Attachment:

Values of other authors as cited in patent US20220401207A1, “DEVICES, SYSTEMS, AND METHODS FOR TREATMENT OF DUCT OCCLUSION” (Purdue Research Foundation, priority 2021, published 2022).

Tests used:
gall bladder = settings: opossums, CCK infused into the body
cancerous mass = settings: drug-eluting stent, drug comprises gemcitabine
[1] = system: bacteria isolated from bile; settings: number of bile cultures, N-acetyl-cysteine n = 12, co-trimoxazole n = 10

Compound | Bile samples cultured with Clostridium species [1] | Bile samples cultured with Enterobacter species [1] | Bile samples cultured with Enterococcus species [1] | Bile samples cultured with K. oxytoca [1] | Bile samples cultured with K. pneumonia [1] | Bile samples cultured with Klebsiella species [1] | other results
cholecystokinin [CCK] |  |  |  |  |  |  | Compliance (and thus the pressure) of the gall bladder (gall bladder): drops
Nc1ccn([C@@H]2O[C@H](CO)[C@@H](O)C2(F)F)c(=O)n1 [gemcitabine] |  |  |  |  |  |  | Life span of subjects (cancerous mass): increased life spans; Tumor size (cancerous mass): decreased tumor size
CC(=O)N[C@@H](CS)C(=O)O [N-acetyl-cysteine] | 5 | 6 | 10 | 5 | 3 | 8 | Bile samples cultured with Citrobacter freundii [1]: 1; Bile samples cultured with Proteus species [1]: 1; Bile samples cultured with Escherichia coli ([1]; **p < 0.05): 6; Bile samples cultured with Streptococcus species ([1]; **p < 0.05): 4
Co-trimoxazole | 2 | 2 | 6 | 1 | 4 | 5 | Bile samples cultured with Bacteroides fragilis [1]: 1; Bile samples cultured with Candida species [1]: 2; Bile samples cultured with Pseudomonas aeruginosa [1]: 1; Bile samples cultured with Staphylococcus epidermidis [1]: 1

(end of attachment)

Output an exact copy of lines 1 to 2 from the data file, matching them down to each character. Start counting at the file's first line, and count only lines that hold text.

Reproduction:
Values of other authors as cited in patent US20220401207A1, “DEVICES, SYSTEMS, AND METHODS FOR TREATMENT OF DUCT OCCLUSION” (Purdue Research Foundation, priority 2021, published 2022).

Tests used: